As Connor Roy on Succession, Alan Ruck finally has the kind of role he’s been waiting to get for more than 30 years. And as Alan tells Marc, some of those years weren’t very fun. There was the time after playing Cameron in Ferris Bueller’s Day Off when he could only get work in a Sears warehouse. Or the time before making Speed when he left acting and started tending bar. And then the time when he got sick while shooting Spin City and almost died. At least there were some Star Trek conventions sprinkled in the mix.
Taraji P. Henson says all her f***s are behind her now. But after three decades in show business, Taraji admits she only feels freedom from her f***s because of her openness around mental health. Taraji and Marc talk about the importance of coping with mental illness, as well as Taraji’s work to encourage mental health awareness in the Black community. They also talk about her landmark performances, from Baby Boy to Empire to Hidden Figures, and how she dealt with getting pushed out of roles after being told that “Black doesn’t sell.”
Kelefa Sanneh has been writing about music for his entire career. Drawing on his experience as the music critic at The New York Times, a staff writer for The New Yorker, and a lifelong music obsessive, Kelefa took a detailed look at how music unites and divides us with his new opus, Major Labels: A History of Popular Music in Seven Genres. Marc and Kelefa talk about their own personal musical journeys, how genres are comparable to communities, and how identities can be established and shaped by the music we love.
American audiences fell in love with Julie Delpy as the romantic French traveler Celine in Before Sunrise and its two sequels. But Julie didn’t have an equal love affair with the making of Hollywood films. She tells Marc that she was always happier as a writer and director, and her ongoing fight against institutional biases and sexism left her more than a little frustrated. With her new comedy series on Netflix, On The Verge, Julie is creating an unfortunately rare depiction of women in their 40s and 50s.
Rosebud Baker knows all about the fine line between sadness and funny. She’s learned how to get laughs out of the tragedy that befell her family, her alcohol addiction, her co-dependent and abusive relationships, and her grandfather, who happened to be one of the most powerful people in the world. Marc and Rosebud also talk about how she found stability in her life and how she’s going about rebuilding her standup act after turning out her first special.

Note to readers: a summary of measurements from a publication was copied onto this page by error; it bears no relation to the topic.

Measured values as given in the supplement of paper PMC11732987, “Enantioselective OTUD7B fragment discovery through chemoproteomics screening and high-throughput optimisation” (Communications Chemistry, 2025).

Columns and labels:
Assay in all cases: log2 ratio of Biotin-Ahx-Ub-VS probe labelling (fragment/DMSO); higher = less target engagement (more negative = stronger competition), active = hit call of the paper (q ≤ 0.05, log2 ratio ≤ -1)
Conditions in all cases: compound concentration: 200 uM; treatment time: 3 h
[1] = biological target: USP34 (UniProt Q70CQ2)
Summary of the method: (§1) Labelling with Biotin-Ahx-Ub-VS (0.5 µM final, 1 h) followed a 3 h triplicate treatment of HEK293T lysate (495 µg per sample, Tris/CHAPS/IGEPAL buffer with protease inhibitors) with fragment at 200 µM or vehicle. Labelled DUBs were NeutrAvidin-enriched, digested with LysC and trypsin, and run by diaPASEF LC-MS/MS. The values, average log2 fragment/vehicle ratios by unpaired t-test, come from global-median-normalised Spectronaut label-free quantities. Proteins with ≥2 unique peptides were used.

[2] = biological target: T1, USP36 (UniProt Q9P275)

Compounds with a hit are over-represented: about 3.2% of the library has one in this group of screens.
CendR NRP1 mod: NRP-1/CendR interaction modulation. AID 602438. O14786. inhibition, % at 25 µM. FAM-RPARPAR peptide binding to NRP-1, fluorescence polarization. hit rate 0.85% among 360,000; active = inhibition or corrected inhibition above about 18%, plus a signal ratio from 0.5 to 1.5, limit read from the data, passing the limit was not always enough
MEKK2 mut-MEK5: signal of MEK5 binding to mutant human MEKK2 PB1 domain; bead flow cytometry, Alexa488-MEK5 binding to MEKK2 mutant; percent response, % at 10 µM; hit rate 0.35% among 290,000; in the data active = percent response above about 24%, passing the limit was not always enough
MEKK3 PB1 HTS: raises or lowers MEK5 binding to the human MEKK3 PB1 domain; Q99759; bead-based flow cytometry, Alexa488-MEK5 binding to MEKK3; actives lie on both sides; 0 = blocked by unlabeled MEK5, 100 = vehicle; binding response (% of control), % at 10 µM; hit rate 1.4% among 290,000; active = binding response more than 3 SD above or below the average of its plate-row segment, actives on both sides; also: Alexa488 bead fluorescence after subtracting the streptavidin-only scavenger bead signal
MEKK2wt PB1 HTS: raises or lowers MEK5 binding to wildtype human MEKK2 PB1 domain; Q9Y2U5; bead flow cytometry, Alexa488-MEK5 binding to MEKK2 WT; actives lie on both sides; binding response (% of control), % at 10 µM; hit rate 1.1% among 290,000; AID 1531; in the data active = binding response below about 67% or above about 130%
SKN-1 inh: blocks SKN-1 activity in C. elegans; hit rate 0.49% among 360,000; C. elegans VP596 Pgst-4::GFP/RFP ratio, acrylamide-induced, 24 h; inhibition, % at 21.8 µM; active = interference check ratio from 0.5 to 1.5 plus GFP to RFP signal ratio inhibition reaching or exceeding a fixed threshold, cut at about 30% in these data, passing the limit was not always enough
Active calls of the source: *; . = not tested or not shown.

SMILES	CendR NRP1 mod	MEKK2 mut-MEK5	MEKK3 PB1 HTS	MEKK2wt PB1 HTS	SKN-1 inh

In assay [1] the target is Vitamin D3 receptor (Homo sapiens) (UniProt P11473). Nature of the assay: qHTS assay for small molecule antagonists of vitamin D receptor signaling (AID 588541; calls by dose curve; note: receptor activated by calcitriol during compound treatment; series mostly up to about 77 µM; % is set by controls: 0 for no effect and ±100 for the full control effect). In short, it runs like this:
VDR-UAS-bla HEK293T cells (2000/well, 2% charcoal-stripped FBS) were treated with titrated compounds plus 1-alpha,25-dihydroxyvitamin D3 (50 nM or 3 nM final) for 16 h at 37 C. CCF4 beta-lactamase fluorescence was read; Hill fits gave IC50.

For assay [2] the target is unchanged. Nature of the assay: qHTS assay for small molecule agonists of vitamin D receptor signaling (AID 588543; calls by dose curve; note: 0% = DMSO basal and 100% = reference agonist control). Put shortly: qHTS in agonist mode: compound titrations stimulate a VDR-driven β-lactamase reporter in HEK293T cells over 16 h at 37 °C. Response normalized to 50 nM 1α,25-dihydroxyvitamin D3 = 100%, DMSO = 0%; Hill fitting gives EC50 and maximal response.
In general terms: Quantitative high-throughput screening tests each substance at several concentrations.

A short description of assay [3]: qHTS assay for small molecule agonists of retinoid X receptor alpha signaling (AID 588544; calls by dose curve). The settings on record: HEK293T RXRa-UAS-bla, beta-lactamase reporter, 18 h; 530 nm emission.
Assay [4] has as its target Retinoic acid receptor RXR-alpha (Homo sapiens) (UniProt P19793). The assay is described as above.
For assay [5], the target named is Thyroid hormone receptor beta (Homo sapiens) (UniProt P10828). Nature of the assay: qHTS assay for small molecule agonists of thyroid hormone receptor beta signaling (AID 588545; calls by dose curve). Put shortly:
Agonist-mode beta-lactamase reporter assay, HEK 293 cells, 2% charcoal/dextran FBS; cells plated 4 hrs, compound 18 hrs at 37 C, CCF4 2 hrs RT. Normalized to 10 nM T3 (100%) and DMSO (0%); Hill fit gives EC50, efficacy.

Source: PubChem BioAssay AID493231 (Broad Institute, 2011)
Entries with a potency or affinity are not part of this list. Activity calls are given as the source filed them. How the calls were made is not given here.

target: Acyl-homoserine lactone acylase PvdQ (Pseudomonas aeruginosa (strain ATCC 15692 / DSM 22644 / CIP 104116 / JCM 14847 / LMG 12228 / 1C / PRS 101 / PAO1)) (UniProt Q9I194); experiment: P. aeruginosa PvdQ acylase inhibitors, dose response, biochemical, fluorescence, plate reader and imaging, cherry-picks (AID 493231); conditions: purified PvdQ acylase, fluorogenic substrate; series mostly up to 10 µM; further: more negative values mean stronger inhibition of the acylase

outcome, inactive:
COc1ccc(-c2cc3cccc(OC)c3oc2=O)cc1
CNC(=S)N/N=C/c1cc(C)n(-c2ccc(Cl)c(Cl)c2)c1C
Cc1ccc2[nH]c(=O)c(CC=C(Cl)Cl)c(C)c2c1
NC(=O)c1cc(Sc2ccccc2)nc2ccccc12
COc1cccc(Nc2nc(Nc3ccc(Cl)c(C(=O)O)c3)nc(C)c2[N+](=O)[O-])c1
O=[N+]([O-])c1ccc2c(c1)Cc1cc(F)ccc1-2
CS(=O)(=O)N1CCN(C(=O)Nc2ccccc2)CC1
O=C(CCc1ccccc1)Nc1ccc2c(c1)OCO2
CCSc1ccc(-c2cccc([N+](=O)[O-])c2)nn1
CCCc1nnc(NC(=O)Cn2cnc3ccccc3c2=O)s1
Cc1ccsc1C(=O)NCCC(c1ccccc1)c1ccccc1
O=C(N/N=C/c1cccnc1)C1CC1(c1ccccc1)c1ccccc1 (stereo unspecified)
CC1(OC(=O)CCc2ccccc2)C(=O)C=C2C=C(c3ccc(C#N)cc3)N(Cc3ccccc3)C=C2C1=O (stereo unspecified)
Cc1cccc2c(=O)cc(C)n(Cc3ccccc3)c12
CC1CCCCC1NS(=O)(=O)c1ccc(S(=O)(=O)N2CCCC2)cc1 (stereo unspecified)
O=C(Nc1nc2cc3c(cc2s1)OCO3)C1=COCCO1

Even when he was a kid, B.J. Novak wanted to achieve greatness. His hard work and ambition brought him to Harvard, to the Lampoon, to doing standup, to getting on The Office, to writing a massively successful children’s book, to directing movies and creating the new anthology series The Premise. But one thing remained elusive: B.J. couldn’t really understand why Marc Maron seemed to dislike him so much. It’s a mystery Marc himself wasn’t sure he could solve. Until now, in the garage, face to face.
Franklin Leonard helped change the way movies get made in Hollywood. It’s not what he expected as a young Black math wiz growing up in Georgia. But after a love affair with movies that started at Kim’s Video in New York City, Franklin established The Black List, a tool that became one of the hottest commodities in show business and opened doors for people who weren’t getting a shot. Franklin and Marc talk about how The Black List movies made millions, how it pushed back on conventional wisdom, and how Franklin is still paving a way for undiscovered talent.
No one is harder on David Chase than David Chase. Even after a successful career as a screenwriter, show creator and director, after changing the face of television with The Sopranos, after putting HBO on the map as the home for prestige drama, David is still beating himself up over things that happened, things that didn’t, and things that could have been. Marc talks with David about New Jersey, The Rockford Files, his early fear of directing actors, The Sopranos’ ending, and going back to those characters with The Many Saints of Newark.
Melanie Vesey has a dividing line in her life: Before and after she got shot. The before part includes being a Juilliard and Alvin Ailey trained dancer, a Stella Adler trained actor, a party girl, a person in recovery, and a co-dependent who sought chaotic relationships. The after part includes deep trauma, a crumbling career, motherhood, and a rebirth involving comedy, acting and starting her own business. It’s also when she met Marc, who helps walk Melanie through the whole story.